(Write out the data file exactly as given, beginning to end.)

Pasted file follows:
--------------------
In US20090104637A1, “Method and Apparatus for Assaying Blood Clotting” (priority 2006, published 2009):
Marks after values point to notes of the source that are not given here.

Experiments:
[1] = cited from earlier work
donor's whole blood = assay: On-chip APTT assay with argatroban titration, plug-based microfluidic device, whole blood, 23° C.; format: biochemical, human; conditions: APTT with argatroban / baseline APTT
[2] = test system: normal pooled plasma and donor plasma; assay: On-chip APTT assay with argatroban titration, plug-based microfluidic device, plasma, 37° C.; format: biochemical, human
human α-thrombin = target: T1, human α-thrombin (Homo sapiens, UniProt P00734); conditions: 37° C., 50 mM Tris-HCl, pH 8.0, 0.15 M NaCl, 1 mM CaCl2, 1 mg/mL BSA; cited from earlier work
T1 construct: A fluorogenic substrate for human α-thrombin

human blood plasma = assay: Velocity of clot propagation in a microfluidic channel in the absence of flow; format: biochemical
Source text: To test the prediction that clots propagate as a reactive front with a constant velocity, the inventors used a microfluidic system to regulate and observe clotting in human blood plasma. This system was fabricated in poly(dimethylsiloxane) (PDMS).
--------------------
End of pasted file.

In US20090104637A1, “Method and Apparatus for Assaying Blood Clotting” (priority 2006, published 2009):
Marks after values point to notes of the source that are not given here.

Experiments:
[1] = cited from earlier work
donor's whole blood = assay: On-chip APTT assay with argatroban titration, plug-based microfluidic device, whole blood, 23° C.; format: biochemical, human; conditions: APTT with argatroban / baseline APTT
[2] = test system: normal pooled plasma and donor plasma; assay: On-chip APTT assay with argatroban titration, plug-based microfluidic device, plasma, 37° C.; format: biochemical, human
human α-thrombin = target: T1, human α-thrombin (Homo sapiens, UniProt P00734); conditions: 37° C., 50 mM Tris-HCl, pH 8.0, 0.15 M NaCl, 1 mM CaCl2, 1 mg/mL BSA; cited from earlier work
T1 construct: A fluorogenic substrate for human α-thrombin

human blood plasma = assay: Velocity of clot propagation in a microfluidic channel in the absence of flow; format: biochemical
Source text: To test the prediction that clots propagate as a reactive front with a constant velocity, the inventors used a microfluidic system to regulate and observe clotting in human blood plasma. This system was fabricated in poly(dimethylsiloxane) (PDMS).